People are regretting spending $800 on a Chanel advent calendar featuring stickers and a dust bag

Christmas may not be canceled this year, but fashion house Chanel just might be — at least by underwhelmed customers and angry social media users.

The luxury brand promised fans an advent calendar “unlike any other,” filled with surprises they “could treasure for years to come.” Shaped like an oversized Chanel No.5 perfume bottle, the limited edition calendar is made up of 27 boxes numbered from 5 to 31, which creators said would include an array of treats including makeup and perfume.

But for many who spent more than $800 on the calendar, opening the doors resulted in limited luxuries and a lot of disappointment — which customers say came in the form of a magnet, stickers, a plastic snow globe and an empty branded pouch — also known as a dust bag. 카지노사이트

It was the stickers, that some mistook for temporary tattoos, that stunned Elise Harmon, a TikToker who has since gone viral for her public unboxing of the item.

“This has to be a joke” she said as she examined the surprise. “Stickers? Stickers?” she shrieked as she revealed the item behind door No. 9 — a door she said had appeared “promising” on the surface.

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According to the Chanel product description, the calendar does indeed include a varied selection of stickers — with sticker sets hiding behind at least four of its doors. Some are for the computer, one sticker is 3-D and others are “inspired by N°5 [perfume] and its aesthetic codes.”

Harmon’s video generated more than 15 million views and sparked calls for the brand to apologize on its social media accounts and explain the reasoning behind its “cheap and shameful” calendar.

While Harmon rated the brand 10/10 for its packaging and praised its gift of a “mini” lipstick (No. 20) and hand cream (No. 7), she claimed the fashion house blocked her on TikTok following her bewildered review of its first-ever calendar.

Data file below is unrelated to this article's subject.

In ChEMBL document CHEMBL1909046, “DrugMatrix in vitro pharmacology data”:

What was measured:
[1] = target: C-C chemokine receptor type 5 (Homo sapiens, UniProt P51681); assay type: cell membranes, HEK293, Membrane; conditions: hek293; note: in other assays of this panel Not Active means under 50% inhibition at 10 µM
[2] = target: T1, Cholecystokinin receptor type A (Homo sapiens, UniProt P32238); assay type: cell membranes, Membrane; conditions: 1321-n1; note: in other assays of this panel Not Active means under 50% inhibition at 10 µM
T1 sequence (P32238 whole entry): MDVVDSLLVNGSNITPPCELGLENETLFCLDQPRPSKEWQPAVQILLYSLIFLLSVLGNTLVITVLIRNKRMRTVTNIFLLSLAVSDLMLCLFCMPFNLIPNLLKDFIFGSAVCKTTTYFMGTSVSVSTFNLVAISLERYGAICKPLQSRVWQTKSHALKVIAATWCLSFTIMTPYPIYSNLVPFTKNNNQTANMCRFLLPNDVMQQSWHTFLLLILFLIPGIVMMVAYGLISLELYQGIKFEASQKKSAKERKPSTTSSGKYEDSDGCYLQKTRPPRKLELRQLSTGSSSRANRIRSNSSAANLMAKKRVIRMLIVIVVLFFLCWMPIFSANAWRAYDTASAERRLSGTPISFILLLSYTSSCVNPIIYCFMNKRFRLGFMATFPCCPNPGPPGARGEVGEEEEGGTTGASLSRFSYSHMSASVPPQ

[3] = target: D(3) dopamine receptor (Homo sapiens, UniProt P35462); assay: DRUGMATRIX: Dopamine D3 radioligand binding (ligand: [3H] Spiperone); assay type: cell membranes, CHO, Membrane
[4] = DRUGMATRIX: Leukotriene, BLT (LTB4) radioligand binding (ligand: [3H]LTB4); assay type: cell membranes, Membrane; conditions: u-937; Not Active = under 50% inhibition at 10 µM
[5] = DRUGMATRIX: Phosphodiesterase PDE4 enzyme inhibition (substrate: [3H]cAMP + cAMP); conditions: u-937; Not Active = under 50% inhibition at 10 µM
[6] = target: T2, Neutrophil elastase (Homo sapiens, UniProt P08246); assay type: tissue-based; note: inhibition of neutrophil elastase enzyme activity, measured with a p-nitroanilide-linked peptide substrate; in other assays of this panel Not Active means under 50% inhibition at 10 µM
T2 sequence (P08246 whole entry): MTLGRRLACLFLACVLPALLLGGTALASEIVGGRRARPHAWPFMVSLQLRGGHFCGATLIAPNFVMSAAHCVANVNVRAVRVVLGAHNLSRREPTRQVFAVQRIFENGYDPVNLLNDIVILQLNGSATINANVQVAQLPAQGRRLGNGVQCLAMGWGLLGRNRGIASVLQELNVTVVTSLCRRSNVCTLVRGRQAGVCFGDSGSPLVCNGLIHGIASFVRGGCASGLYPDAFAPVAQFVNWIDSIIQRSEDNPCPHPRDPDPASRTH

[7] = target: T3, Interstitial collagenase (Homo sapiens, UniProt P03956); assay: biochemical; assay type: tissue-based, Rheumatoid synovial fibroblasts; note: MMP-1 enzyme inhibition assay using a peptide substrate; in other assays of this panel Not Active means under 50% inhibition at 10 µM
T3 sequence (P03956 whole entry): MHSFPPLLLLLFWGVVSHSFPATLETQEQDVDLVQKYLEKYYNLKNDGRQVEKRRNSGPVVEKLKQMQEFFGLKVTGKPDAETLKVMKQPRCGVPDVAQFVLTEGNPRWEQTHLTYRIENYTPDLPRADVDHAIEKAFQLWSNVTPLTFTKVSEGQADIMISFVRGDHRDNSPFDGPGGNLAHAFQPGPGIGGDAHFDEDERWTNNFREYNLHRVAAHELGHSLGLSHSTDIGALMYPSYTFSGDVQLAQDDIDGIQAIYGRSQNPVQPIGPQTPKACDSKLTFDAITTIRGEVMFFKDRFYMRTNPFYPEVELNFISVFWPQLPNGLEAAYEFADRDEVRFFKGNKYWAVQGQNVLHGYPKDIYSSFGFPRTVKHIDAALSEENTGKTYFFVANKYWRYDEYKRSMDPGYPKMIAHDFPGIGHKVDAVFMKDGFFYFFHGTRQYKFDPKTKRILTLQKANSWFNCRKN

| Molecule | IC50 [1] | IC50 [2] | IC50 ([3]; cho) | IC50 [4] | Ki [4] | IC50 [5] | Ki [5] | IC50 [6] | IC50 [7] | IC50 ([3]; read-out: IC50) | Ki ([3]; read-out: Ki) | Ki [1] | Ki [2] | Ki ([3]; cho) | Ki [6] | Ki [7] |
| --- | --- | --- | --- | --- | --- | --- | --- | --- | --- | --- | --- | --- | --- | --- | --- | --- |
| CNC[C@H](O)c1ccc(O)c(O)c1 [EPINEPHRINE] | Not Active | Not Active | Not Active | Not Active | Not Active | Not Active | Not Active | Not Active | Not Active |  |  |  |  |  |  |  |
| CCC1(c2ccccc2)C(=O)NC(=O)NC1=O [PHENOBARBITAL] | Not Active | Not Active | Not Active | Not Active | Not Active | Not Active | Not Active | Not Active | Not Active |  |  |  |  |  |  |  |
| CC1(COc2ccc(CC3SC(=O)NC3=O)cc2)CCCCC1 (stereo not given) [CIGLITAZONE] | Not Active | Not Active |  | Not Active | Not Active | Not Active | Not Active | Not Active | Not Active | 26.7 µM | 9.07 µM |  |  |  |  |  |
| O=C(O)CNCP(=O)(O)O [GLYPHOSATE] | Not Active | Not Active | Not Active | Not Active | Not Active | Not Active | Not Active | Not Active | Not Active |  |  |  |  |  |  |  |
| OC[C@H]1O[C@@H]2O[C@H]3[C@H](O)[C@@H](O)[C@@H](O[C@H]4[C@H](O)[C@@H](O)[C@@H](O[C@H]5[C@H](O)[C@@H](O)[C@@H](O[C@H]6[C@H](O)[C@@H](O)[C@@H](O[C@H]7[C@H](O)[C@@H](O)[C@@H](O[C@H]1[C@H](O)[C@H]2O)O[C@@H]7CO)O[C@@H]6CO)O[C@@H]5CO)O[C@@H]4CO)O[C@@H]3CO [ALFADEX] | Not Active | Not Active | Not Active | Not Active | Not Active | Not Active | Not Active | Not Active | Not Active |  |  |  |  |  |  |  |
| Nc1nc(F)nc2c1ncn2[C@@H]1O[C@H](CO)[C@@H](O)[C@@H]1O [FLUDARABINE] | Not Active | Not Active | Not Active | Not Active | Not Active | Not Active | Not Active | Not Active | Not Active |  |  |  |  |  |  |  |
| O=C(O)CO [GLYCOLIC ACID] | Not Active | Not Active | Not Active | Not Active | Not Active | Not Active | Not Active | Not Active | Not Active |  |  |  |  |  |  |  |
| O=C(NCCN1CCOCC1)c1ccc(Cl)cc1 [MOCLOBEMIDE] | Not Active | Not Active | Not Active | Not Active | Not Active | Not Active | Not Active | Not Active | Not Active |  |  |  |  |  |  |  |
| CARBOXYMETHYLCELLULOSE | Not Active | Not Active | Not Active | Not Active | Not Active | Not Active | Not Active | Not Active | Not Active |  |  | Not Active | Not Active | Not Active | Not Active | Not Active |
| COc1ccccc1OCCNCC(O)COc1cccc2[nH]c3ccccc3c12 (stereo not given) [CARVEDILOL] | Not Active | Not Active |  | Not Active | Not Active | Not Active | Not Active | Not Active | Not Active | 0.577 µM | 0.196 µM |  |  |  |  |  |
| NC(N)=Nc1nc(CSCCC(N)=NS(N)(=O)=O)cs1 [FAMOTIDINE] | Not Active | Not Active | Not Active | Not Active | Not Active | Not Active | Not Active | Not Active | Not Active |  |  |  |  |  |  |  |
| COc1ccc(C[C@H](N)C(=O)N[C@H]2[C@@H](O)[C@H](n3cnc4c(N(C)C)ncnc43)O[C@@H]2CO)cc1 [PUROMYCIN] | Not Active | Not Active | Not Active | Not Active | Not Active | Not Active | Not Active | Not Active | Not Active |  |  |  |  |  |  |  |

“Chanel just blocked me,” she said in an Instagram video, although the brand told British media that it had never had an active presence on the platform which is why its account “appears empty” to visitors. 안전한카지노사이트

On Instagram, where the company has more than 47 million followers, social media users would not stop complaining about the expensive festive treat.

“Bro stop selling the advent calendar,” wrote one user on a post Chanel had shared to tease an upcoming film from its Métiers d’Art show, which will be held in Paris on Tuesday.

“You think your customers are only worthy of some stickers and temporary tattoos,” wrote another.

On Monday, the brand apologized for the mishap.

“We are sorry that this calendar may have disappointed some people,” Chanel said in a statement, according to the Guardian.

“The exclusive content of the calendar has always been fully detailed on our website as well as on the packaging of the product: 27 boxes numbered from 5 to 31, containing full-size perfume and makeup products, miniatures and souvenirs all stamped with Gabrielle Chanel’s lucky number.”

Advent calendars have always been a beloved feature of the run-up to Christmas for many — and can spark a surprising amount of anger when customers feel disappointed. In Britain, confectionary companies including Celebrations and Cadbury sparked headlines after shoppers were disappointed by the types of goods hiding behind the windows.

There was also an occasion when an advent calendar by sweet brand Percy Pig angered fans, who were mostly greeted by chocolate behind each door instead of the popular pink gummy sweet. 카지노사이트 추천

The consumer rage can appear particularly fierce when luxury brands, or high prices, are involved. In 2017, British YouTuber Zoella, whose real name is Zoe Sugg, was forced to apologize following claims she had ripped off young fans with her Christmas collection, which many described as underwhelming, until the retailer slashed the price from 50 pounds ($66) to 25 pounds ($33).

While the star said she had no input in deciding the retail price, the 12-item calendar, which featured items such as stickers, an envelope of confetti and a bauble, was widely panned “cheap and tacky.”

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